Table of Contents
- What is a Dog Behaviourist?
- Medications used to treat Dog Behaviour Problems
- What does a Vet Behaviourist Do?
- How to become a Dog Behaviour Specialist
- What is the difference between a Dog Trainer and a Dog Behaviourist?
- Explaining Dog Behavior: Some things that can influence a dog’s behaviour change, include:
- Dog – Human Relationship and Training Methods
- Positive Reinforcement Based Dog Training Explained
- Stress and it’s influence on Dog Behaviour and Wellness
- What happens to a dog’s behaviour when it isn’t trained?
- Conclusion – A Dog’s Behaviour is either growing or decaying
What is a Dog Behaviourist?
The best Dog Behaviourists are professionals that have a deep understanding of dog psychology and animal behaviour. They can be presented with behaviour problems such as separation anxiety, aggression, dog-dog reactivity, barking, vocalising, hyperactivity etc and understand why those behaviours are occurring. By asking a series of questions about the dog’s lifestyle, health, behaviour and past experiences, they can then formulate a behaviour modification plan to transform your dog’s behaviour problems.
Many dog behaviour problems stem from anxiety and when dogs are in a state of freight of flight, effective learning cannot take place. Sometimes a dog will require anti-anxiety medication to help them move through a training or behaviour challenge. Only Veterinary Behaviourists and Vets can prescribe these medications.
Medications used to treat Dog Behaviour Problems
- Serotonin reuptake inhibitors (SSRI’s) – increase the level of serotonin (mood stabiliser) in the brain. Can reduce a dog’s anxiety, improving training and behaviour outcomes.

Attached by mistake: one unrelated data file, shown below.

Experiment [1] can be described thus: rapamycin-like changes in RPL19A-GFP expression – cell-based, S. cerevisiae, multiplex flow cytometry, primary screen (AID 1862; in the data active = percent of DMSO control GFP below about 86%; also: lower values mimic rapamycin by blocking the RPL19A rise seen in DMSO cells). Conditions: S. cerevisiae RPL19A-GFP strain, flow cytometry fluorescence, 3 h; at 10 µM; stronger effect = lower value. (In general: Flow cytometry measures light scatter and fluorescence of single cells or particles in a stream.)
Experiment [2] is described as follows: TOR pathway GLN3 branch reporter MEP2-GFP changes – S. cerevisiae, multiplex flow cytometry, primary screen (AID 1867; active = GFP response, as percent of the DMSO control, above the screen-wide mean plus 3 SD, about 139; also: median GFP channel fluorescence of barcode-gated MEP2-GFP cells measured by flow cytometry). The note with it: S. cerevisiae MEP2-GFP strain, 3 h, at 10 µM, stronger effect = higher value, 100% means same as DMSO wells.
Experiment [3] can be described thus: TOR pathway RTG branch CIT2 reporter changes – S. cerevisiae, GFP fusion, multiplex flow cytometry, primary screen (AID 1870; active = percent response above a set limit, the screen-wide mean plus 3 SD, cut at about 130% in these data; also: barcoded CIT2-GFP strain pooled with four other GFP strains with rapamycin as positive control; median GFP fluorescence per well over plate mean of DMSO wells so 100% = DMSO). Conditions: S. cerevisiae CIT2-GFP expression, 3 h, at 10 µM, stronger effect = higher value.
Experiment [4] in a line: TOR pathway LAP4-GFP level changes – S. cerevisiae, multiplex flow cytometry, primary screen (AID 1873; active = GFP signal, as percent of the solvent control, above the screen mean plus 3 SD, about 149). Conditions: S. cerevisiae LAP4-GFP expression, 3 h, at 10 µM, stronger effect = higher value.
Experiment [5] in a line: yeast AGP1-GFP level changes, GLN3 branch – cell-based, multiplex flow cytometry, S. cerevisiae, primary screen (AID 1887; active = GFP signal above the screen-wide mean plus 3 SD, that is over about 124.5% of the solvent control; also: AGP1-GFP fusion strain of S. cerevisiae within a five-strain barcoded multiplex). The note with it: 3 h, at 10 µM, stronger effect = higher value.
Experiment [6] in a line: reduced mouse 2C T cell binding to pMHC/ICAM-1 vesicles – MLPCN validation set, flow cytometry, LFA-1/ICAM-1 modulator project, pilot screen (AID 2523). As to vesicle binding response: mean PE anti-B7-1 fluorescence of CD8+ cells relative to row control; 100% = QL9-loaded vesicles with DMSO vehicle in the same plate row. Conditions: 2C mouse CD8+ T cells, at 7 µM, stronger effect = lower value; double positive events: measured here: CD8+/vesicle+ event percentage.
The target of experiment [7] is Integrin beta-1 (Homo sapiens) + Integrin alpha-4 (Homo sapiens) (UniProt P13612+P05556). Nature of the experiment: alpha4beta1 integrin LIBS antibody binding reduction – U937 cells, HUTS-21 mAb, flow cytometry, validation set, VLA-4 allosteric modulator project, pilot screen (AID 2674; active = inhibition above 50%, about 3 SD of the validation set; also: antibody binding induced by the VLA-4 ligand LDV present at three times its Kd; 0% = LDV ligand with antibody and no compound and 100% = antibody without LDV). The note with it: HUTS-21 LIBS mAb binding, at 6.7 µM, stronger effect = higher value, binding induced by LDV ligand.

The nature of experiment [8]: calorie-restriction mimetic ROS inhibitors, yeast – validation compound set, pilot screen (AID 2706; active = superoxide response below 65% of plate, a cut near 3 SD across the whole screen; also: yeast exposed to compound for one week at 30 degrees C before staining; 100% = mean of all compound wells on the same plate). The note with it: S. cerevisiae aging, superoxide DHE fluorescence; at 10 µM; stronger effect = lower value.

- Tricyclic Antidepressants (TCA’s) – increase the levels of serotonin and norepinephrine in the brain, having an anti-depressive effect.
- Monoamine oxidase inhibitors (MOA’s) – increase the levels of serotonin, norepinephrine and dopamine in the brain by inhibiting the enzyme that would normally break them down.
What does a Vet Behaviourist Do?
A dog trainer is like the canine equivalent of a teacher, they understand how dog’s learn. While a dog behaviourist is like a psychologist that understands how behaviour works. The best dog behaviourists and dog trainers have some understanding of both learning and behaviour. To be a great teacher, you need to be able to engage your students and that requires an understanding of what motivates a dog to do what it does.
A Vet Behaviourist is like a psychiatrist, they can diagnose and treat mental illness in animals. They understand the physiology of the brain and body and what is going on under the surface when all others see is a behaviour. When necessary, they can manipulate how the brain functions by prescribing drugs that can help regulate a dog’s emotions and mood. Sometimes, medication can provide the bridge that a dog requires, in conjunction with training, to improve their behaviour and quality of life.
Similarly, many dog behaviour problems are caused by an underlying and undiagnosed health issue such as pain. Being first and foremost trained and qualified as veterinarians; vet behaviourists are able to carry out a thorough physical and mental examination of the dog.
How to become a Dog Behaviour Specialist
In Australia dog trainers and dog behaviour specialists are not regulated, meaning anyone can call themselves a dog behaviourist or dog trainer. Someone can have no experience or qualifications and offer dog training at home, courses, puppy preschool, doggy day care, camps etc where they can share training techniques without being held accountable for the services they offer.
With so many people calling themselves dog behaviour specialists, it’s important to do your due diligence before giving someone access to your dog or puppy. If you’re searching for dog trainers or dog behaviour specialists near you, keep in mind that the following major cities of Australia are not regulated:
- Gold-Coast – Tweed Heads
- Canberra – Queanbeyan
- Central Coast
- Sunshine Coast